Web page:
I have just returned from the University Startup Conference in Washington, D.C. This is the first academic conference that I have attended in the last 34 years and I recommend that you space out your academic conferences at least every 40 years. The conference was held at the National Institute of Health facilities, where the level of security would suggest that I am glad I live outside the Beltway.
The conference brought together representatives from several federal agencies that give research grants to foster scientific research, state government officials who foster economic development, state university administrators principally responsible for technology transfer, venture capitalists who get their deal flow from these groups and me and one other person interested in boot camps for student entrepreneurs. I gave one of my usual humorous, insightful talks that was of interest to one other person and when I find them I am going to thank them for attending.
Not surprising in this gathering of federal, state and university officialdom, the people that had the most useful information were the VCs. They told good war stories about all the conditions attached by these types of officials to deals they had considered. The most important point for entrepreneurs is that the conditions you agree to before you bring in the VC may prevent the VC from structuring a proper return on the deal and consequently kill it. A few examples cited were:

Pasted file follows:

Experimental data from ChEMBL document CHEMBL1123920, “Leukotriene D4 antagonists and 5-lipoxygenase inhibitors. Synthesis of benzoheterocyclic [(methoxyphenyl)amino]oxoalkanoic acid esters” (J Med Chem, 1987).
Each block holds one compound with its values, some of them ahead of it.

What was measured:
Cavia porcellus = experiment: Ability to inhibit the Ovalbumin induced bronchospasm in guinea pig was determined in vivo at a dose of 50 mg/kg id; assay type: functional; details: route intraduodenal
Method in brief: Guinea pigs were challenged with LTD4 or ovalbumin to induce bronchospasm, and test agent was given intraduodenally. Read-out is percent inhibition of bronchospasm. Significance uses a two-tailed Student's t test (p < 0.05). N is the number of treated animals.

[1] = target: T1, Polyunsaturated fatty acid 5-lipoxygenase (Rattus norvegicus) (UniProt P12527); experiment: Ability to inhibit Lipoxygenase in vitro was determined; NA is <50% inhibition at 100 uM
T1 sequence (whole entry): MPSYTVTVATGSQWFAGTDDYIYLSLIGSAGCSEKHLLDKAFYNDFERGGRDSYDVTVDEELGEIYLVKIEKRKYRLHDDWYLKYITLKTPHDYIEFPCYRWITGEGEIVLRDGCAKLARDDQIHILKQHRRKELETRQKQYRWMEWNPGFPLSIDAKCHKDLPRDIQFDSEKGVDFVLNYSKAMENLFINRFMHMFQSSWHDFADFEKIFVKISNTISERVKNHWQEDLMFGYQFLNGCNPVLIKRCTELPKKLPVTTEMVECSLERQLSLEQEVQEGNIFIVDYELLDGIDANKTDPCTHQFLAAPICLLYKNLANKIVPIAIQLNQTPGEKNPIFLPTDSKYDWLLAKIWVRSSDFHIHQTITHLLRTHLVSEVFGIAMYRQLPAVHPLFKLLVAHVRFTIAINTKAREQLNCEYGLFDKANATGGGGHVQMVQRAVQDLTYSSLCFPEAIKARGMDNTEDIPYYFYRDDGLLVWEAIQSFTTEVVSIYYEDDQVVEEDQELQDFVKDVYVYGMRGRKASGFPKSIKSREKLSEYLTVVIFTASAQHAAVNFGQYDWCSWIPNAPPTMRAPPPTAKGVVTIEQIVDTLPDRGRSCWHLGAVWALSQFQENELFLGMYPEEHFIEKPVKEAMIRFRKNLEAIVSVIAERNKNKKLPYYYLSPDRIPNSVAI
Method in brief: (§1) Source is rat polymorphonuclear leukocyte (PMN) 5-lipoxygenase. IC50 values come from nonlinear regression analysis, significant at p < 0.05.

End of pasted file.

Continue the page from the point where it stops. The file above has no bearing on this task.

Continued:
- Granting anti-dilution protection to prior investors
- Granting liquidation preferences to prior investors
- Agreeing to high royalty percentages on licensed technology, even if they are contingent on performance (5% or less appeared to be generally acceptable)
- Agreeing to an escalating, fixed payment schedule for royalties
- Agreeing not to move your business out of a state
Of course there were several questions from the officials on how the VCs valued companies with significant federal or state grant monies. The consistent answer from the VCs was that prior money invested (in any form) had no effect on their determination of pre-money valuation. They explained that they backed into a valuation based on their target 10X return in five years. A noticeable hush came over the room after this answer.
A Canadian government official (who probably wandered into the conference by mistake) commented to me that U.S. citizen interest in immigrating to Canada is near an all time high. If interested, the words to O Canada in English and French are here.